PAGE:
The koala is a small bear-like animal that looks like a soft toy. The animal is cute and non-aggressive, but it’s difficult to see a koala in the Zoo and no one ever keeps them as pets. Why is it so?
The main reason why people shouldn’t try to take koalas out from their natural home is their diet. It’s a strict diet of eucalyptus leaves as koalas practically never eat anything else. In Australia there are over 600 types of eucalyptus, but koalas eat only 40–50 varieties with only about 10 being preferred. And even if you find the koala’s most favourite tree and plant it in your backyard, you won’t be able to supply your koala-pet with food anyway. The thing is that koalas eat only fresh young leaves, and the tree has few of them. So, to keep a koala happy and healthy, you would have to plant about 100 eucalyptus trees!
It’s difficult to explain why koalas love eucalyptus leaves so much. The leaves are tough and feel like rubber. They have very few calories and they are poisonous to most animals. Koalas, however, cope with such a diet easily. Nature has equipped them with specialised adaptations. Each koala eats approximately 200 to 500 grams of leaves per day. They are very slow eaters and they manage to get the maximum amount of energy from such a small amount of food. They also sleep for up to 18 hours per day in order to conserve energy.
Koalas spend all their lives on eucalyptus trees and they don’t have any need to leave them. Normally the animals don’t drink water as they receive it from the leaves. For this reason the koala got its name from an ancient Aboriginal word meaning “no drink”.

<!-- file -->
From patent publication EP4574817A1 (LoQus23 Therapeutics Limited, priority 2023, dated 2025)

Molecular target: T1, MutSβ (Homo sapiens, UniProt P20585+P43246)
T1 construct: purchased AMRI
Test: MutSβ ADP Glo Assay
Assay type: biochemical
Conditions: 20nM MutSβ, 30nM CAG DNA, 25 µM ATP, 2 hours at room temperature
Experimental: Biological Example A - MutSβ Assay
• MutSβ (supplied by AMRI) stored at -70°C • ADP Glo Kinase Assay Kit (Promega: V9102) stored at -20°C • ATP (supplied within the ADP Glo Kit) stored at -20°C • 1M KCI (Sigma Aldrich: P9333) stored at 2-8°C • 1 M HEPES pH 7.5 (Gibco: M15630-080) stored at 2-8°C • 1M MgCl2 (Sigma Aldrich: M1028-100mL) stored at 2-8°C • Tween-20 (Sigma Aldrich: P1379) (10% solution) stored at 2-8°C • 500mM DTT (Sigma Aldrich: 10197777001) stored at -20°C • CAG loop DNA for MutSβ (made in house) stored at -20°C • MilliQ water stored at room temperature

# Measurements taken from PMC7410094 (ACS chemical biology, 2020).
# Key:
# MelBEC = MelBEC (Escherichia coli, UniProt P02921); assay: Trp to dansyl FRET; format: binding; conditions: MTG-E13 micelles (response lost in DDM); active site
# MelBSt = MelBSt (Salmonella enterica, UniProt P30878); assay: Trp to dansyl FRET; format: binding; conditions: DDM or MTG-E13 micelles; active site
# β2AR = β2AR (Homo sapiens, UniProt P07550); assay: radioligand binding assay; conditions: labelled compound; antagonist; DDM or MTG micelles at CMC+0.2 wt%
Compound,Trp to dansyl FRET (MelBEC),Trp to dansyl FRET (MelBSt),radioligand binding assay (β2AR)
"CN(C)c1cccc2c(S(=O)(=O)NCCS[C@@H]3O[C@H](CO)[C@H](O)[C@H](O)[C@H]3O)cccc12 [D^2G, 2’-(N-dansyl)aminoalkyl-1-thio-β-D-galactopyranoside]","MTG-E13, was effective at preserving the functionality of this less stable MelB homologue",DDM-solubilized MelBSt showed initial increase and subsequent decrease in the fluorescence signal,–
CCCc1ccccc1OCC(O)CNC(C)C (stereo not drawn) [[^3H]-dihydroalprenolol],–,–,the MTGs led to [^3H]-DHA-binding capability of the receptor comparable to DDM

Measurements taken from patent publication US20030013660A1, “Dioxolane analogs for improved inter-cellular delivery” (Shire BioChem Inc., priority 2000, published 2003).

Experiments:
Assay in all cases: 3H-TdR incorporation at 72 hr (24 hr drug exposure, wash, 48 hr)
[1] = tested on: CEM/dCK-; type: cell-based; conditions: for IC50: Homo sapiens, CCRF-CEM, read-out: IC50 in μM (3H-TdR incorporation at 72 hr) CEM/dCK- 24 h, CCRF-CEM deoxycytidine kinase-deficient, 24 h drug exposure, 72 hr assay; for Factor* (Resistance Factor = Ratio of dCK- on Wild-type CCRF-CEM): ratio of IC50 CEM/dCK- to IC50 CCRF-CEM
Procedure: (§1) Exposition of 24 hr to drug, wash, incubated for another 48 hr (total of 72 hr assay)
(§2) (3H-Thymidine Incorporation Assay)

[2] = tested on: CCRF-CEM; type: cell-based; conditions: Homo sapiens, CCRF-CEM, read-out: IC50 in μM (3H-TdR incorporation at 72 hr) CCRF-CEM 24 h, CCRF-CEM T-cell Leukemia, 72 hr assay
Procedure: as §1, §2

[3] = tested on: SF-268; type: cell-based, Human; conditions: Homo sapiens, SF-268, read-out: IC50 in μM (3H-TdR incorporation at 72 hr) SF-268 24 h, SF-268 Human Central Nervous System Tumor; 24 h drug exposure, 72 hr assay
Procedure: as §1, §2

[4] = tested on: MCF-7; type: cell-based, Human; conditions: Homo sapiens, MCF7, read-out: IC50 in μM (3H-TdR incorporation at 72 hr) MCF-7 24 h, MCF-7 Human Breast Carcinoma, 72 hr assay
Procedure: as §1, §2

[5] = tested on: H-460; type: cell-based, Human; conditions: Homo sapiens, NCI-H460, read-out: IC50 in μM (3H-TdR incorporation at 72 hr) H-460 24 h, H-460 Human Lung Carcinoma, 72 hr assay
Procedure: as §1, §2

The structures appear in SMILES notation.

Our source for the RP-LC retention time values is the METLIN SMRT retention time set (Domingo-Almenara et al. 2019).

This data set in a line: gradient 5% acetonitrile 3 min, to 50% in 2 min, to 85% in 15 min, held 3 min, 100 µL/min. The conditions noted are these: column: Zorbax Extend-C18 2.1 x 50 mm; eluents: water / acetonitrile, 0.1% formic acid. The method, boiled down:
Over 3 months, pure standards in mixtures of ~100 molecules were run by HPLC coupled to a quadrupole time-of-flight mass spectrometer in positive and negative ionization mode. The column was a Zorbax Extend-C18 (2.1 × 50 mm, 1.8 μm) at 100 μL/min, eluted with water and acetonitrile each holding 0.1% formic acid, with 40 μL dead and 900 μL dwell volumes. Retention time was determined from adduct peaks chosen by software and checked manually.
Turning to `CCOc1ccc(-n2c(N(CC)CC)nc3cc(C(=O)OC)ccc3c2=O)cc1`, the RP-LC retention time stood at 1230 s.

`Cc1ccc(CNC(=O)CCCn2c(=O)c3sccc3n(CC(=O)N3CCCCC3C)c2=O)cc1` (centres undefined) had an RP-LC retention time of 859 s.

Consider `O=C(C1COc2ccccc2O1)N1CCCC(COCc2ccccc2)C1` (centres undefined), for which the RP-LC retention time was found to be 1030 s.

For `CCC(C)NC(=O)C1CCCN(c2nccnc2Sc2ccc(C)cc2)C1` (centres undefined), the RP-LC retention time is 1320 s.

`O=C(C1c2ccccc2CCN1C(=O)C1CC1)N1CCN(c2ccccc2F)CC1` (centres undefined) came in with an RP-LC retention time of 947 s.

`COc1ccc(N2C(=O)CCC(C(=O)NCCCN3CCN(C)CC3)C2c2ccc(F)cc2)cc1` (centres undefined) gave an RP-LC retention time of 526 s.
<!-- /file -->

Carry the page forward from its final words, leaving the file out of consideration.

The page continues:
Koalas live in societies, just like humans, so they need to be able to come into contact with other koalas. They live in suitable eucalyptus forests which are large enough to support a healthy koala population and to allow for expansion by maturing young koalas. In spite of their peaceful and sleepy look, koalas are highly territorial animals and don’t allow strangers to approach their “home trees” and “food trees”.
A female koala gives birth to only one baby in one or two years. It's hairless, blind and very little – about 2 cms long! It gets into the mother's pouch – a special pocket of skin on the stomach – and stays there for six or seven months. Then it gets out of the pouch but stays with the mother until it's about one year old. Koalas are slow-breeding animals and their population can't grow fast. The animals were in danger of extinction at the beginning of the 20th century when the koala was hunted for its fur. Fortunately, the population has been restored and today the Australian government doesn't consider the koala as endangered.
Koalas protect their territory from other koalas.
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